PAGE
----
Playground logic necessary for successful entry into eurozone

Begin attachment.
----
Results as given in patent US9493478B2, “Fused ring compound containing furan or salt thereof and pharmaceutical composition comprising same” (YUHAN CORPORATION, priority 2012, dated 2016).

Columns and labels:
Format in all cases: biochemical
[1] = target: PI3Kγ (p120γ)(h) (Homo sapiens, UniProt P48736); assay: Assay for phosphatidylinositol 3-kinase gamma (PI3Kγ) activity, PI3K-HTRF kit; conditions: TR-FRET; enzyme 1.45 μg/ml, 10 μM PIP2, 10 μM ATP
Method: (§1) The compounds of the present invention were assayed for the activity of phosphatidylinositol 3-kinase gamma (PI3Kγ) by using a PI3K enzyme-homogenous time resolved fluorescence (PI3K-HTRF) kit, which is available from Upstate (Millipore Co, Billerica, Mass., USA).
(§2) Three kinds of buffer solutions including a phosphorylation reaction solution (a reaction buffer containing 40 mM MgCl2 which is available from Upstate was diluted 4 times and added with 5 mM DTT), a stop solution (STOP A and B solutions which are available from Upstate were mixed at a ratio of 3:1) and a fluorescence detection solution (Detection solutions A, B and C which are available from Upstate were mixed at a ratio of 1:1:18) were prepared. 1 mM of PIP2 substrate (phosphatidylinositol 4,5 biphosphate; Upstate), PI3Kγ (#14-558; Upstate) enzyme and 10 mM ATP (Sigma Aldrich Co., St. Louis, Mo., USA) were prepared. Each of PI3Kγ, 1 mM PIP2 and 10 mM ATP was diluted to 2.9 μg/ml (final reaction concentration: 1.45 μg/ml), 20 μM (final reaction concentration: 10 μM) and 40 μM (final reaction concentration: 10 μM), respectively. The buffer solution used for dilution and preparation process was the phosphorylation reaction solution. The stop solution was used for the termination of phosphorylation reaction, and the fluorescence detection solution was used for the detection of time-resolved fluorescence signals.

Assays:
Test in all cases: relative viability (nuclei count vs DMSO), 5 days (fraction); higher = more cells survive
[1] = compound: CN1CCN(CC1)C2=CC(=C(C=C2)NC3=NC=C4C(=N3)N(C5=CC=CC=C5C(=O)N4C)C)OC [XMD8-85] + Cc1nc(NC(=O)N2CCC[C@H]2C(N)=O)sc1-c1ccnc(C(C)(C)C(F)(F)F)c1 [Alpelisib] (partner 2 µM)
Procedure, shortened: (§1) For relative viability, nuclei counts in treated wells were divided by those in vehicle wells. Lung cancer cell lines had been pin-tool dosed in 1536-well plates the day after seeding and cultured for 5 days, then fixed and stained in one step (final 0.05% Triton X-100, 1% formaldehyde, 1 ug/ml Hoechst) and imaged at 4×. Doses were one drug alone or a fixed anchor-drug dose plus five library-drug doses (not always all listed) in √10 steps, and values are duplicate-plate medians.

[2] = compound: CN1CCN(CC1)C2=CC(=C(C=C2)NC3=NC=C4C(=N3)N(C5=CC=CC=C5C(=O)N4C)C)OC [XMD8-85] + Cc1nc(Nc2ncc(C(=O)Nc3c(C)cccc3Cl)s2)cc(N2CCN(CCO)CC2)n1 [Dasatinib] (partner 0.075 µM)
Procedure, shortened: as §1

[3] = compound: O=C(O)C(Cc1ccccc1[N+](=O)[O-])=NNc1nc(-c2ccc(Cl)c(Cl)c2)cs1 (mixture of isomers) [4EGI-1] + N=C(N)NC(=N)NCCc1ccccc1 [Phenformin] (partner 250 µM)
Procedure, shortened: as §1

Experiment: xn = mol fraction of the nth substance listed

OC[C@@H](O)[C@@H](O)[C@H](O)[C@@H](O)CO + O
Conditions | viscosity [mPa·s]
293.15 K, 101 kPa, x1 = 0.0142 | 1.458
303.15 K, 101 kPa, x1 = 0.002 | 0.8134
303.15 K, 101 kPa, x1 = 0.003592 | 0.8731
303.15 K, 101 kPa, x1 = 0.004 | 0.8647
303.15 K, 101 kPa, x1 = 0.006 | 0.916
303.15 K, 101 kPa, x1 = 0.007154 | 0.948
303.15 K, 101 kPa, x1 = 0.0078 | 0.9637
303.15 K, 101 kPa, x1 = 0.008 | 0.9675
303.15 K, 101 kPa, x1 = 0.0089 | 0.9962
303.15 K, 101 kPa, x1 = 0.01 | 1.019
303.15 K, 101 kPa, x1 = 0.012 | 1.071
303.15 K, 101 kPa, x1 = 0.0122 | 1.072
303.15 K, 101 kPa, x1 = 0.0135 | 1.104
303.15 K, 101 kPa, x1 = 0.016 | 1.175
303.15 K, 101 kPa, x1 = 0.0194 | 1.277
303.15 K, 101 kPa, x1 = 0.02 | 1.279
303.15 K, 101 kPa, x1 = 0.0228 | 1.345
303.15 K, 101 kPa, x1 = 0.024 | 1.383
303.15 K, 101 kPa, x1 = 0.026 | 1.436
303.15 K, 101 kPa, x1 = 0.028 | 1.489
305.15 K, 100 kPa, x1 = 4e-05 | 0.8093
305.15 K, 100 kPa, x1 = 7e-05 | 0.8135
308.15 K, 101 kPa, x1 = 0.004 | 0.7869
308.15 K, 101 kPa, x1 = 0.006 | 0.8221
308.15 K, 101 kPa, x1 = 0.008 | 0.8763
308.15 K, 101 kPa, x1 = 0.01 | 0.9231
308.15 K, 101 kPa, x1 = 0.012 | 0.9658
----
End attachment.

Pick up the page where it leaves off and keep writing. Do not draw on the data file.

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Croatia is looking to join the eurozone. The National Council for the Adoption of the Euro by Croatia held its first meeting at the end of November last year to kick off preparations in earnest. The next big step, likely this year, is to determine at which exchange rate Croatia will join the European Exchange Rate Mechanism (ERMII). After a minimum of two years in that mechanism, should Croatia meet all qualifying criteria, the EU Council will decide, with input from the European Commission and European Central Bank (ECB), whether Croatia will adopt the euro. Assuming entry into ERMII during 2020 that would mean becoming a member of the eurozone during 2022, at the very earliest. Wisely, government officials have stressed there is no deadline for joining, because like an application to any club, existing members have a say. Having achieved the two crucial strategic goals of joining NATO (in 2009) and the EU (in 2013), entry into the eurozone would mean Croatia will have met another of four large strategic goals (joining the passport-free Schengen area would be the other one) that would give the country of a place in the inner circle of EU member states. In the context of Croatia holding the EU’s rotating presidency in the first half of 2020, to be followed by a general election, the confirmation of the validity of economic policy inherent in being accepted into ERM II would be an evident boon to the government and policy makers at just the right time. When I look at the presentation of the Strategy for adopting the euro, there is much I agree with, especially the rationale for economic reforms towards the end of the presentation and the illustration of the benefits in the medium to long term of implementing them effectively – in other words you give up already limited (as the central bank correctly points out) monetary policy space and lose a degree of freedom in the realm of fiscal policy, so you’d better have a more flexible economy to deal with shocks. On the benefits of euro adoption, I would broadly agree with the list provided in the presentation – improved international trade and investment prospects, elimination of currency risk, reduction of transaction costs, lower risk premia, improved price transparency, access to euro area financial assistance mechanisms. There is also merit to the argument that with such a high degree of euro savings in the economy (which I wrote about here) Croatia is well placed to adopt the euro. But I do think the proponents of euro adoption overstate their case by claiming the risk of banking and balance of payments crises is reduced because of euro adoption. Just about all euro members of Mediterranean Europe after 2008/09 would beg to differ. Given the infrastructure for a functioning monetary union is not complete, there is nothing to suggest this benefit is guaranteed. Closely related, in terms of downsides, the risk of excessive capital inflows and growing imbalances is something which is understated in the presentation in my opinion – the strengthening of the currency and interventions (over EUR1bn or more than 2 percentage points of GDP) by the central bank to tame appreciation pressures in December 2018 as talk of beginning the process of euro adoption gathered pace provided a timely reminder of how quickly things can take off. Slovenia had excessive capital inflows in 2007, the year it joined the euro, resulting in a pronounced credit boom which did not end well. As Spain and Ireland could attest following 2009, even with nominally solid fiscal positions heading into the crisis, the pernicious effects of capital inflows to economic stability in the current eurozone can be extreme. Forgive me for being sceptical about the impact of the Macroeconomic Imbalance Procedure, European Systemic Risk Board and common banking regulation in mitigating this risk which are offered up on slide 13 as bulwarks against excessive capital inflows and growing imbalances. Perhaps they’d work in a world of perfect information, but policy making, even assuming away political constraints, works a long way from such an environment. My biggest concern though with the approach outlined in the Strategy is that it is totally devoid of the political realities of the eurozone policy debate. The essence of that debate is creditor nations are unwilling to expose their taxpayers to the obligation of transferring funds to struggling eurozone members. Those who have suffered as a result of policy rigidity in the eurozone (inherent when you give up monetary policy flexibility and find your fiscal policy capabilities constrained) are understandably unhappy. The focus of policy in response to the financial crisis was on reducing fiscal deficits (rather than thinking through the impact of excessive capital flows in the monetary union) which saw countries such as Spain, which, ahead of the crisis, was in compliance with the Stability and Growth Pact (aka Maastricht) criteria but had a current account deficit of 10% of GDP in 2007 (a metric not taken into account by those same criteria) and many others, in mainly Mediterranean Europe, go through a deep recession and weak recovery accompanied by political turmoil. As a second recession was beginning to manifest increased risks of another fully-fledged crisis, the July 2012 intervention of European Central Bank (ECB) governor Mario Draghi “[w]ithin our mandate, the ECB is ready to do whatever it takes to preserve the euro. And believe me, it will be enough.” saw risk premia fall and stresses on weaker eurozone member state banking sectors dissipate. A programme to buy distressed member state bonds called Outright Monetary Transactions was announced a week later, but never used. Reaction in stronger, creditor states was negative (Alternative für Deutschland arose in response to what it saw as the ECB overstepping its mandate) and gathered pace when the ECB began buying eurozone member state government bonds in March 2015 (quantitative easing) or when any policy initiative implying a transfer of resources from stronger to weaker member states was discussed. As a result, the politics of eurozone reform is atrocious. For all the policy responses since 2009, the truth is that the infrastructure of the eurozone is incomplete. The link between sovereign bond prices and domestic banking sectors has not been severed, common banking regulation has arrived, but there is uncertainty about how that plays out in a crisis with national level regulators and there is no unconditional fiscal policy capacity to automatically help navigate macroeconomic imbalances in the eurozone. The eurozone does not even have a common deposit insurance scheme. In the context of a European Union exposed to existential threats and the prospect of European Parliamentary elections in May delivering a large cohort of anti-EU politicians of all stripes, the scope for cooperation to resolve these open issues is minimal. A strategy to adopt the euro which does not explicitly mention this vital backdrop is incomplete. It is the large and creditor eurozone member states, whose taxpayers would have to be convinced of the benefit of providing support to weaker member states, that will determine whether the infrastructure of the eurozone will be sufficiently constructed. The recently agreed truce between the European Commission and the Italian government over Rome’s 2019 budget proposal should fool no one that the differences of opinion among important EU members have been resolved. This is a classic case of big boys fighting it out in the school playground. And when the big boys fight it out, the smarter smaller ones stay away until the dust has settled. This should be Croatia’s guiding principle in adopting the euro while implementing as many of the reforms outlined in the Strategy as well as possible. The macroeconomic costs of being on the wrong end of eurozone policy (as it currently stands) in a crisis are significant as at least Ireland, Spain, Portugal, Italy, Cyprus and Greece can testify. The next recession in the eurozone will again test the politicians’ resolve to keep the euro alive (something which confounded many non-European observers during the financial crisis) and the skill of policymakers. There is no doubt joining the eurozone has the strategic value of placing a country in the inner circle of European Union policy making. Yet, considering the evidence of the economic (and political) risks of being in a eurozone with incomplete infrastructure, that strategic goal should not cloud policymakers’ judgement on the timing of entry into ERMII. EU membership has already played a vital role in improving macroeconomic stability in Croatia, so that the country is far better placed to deal with the next downturn in Europe. It would be prudent for Croatia to see how the eurozone navigates the next recession, implement the reforms outlined in the Strategy to strengthen the resilience of the economy, thus generating additional credibility with European partners, and join a eurozone which will have to evolve in response to that next recession. As with many things in life, timing is crucial.